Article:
Drugs that selectively block cell survival pathways in malignant cells may lead to improved therapeutic outcomes. Our previous studies have identified a tyrosine kinase-independent signalling mechanism that regulates cell survival but not other cellular responses such as proliferation. We refer to this ability of some cells to survive in a largely quiescent (or dormant) state as the “survival-only” response and have shown that constitutive activation of survival-only pathways renders quiescent acute myeloid leukemia (AML) cells highly refractory to cytotoxic therapies. Thus, identifying therapeutic targets within survival-only pathways may provide new clinical approaches in the treatment of AML and possibly other cancers. We have performed both biochemical and functional screens using kinase inhibitors and siRNA to identify kinases that regulate survival-only responses in leukemic cells. These screens identified 7 “survival kinases” (Pim2, Cdk4, Cdk9, PKCϵ, AurK, CK2 and PI3K) that when subjected to siRNA knockdown in primary human AML cells resulted in a significant reduction in cell survival (p<0.05). Furthermore, dual siRNA knockdown of Pim2/CK2, Pim2/PKCϵ, Cdk4/AurK, PI3K/Cdk9 resulted in a further significant reduction in primary human AML cell survival compared to single knockdowns (p<0.05). We therefore sought to identify dual kinase inhibitors with the ability to simultaneously block 2 of the 7 survival kinases identified in our screens. Taking a panel of known Pim2, Cdk4, Cdk9, PKCϵ, AurK, CK2 and PI3K inhibitors, we examined each for the ability to inhibit their known “on-target” kinase as well as their ability to inhibit any of the remaining 6 “off-target” kinases using either in vitro (inhibition of recombinant kinases) or cellular (phosphospecific Abs in Western blots) assays. We have identified 6 compounds that are able to inhibit the kinase pairs, PI3K:CK2, PKC:Pim2, Pim2:Cdk9, AurK:Cdk4, PI3K:Cdk9 and PIM2:CK2. Importantly, 5/6 compounds identified in our screens induced significant apoptosis in primary human AML cells (>70% apoptosis) but not in purified human CD34+ bone marrow progenitors from normal donors (p<0.05). Our findings provide a novel and rational approach for identifying previously unsuspected vulnerabilities in cancer cells through the dual inhibition of distinct and independent survival pathways. They also reveal previously unrecognized alliances between evolutionarily divergent kinases in promoting tyrosine kinase-independent survival-only responses and show that inhibition of multiple survival arms in AML cells is highly synergistic.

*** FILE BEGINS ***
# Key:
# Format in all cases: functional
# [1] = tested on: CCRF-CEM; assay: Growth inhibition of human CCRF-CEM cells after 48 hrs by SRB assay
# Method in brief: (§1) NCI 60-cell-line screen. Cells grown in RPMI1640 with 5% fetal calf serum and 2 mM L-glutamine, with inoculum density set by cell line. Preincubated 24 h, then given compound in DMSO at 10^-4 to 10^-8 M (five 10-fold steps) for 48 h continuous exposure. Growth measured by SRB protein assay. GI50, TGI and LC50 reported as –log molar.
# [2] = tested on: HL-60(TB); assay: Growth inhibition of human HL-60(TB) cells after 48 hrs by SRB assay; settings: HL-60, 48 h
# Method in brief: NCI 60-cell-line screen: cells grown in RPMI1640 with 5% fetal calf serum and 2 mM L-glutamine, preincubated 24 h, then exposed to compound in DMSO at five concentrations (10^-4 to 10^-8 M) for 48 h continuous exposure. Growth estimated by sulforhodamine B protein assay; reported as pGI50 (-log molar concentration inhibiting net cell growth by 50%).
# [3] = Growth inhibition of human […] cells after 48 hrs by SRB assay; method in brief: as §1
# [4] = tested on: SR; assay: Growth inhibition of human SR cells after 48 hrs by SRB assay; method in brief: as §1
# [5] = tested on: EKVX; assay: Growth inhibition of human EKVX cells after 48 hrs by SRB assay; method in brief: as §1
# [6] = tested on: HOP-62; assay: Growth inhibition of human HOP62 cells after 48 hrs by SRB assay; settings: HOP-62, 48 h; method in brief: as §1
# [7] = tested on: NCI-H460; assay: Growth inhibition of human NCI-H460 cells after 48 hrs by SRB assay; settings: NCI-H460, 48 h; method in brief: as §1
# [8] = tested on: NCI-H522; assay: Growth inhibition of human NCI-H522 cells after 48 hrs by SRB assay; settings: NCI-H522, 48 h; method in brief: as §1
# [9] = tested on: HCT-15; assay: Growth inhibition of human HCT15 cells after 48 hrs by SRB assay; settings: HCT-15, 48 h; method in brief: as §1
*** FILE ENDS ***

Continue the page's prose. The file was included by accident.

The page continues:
Citation Format: Daniel Thomas, Jason A. Powell, Michael W. Parker, Paul G. Ekert, Richard B. Lock, David CS Huang, Susie K. Nilsson, Christian Recher, Andrew H. Wei, Mark A. Guthridge. The selective targeting of cell survival pathways in leukemia. [abstract]. In: Proceedings of the Third AACR International Conference on Frontiers in Basic Cancer Research; Sep 18-22, 2013; National Harbor, MD. Philadelphia (PA): AACR; Cancer Res 2013;73(19 Suppl):Abstract nr A19.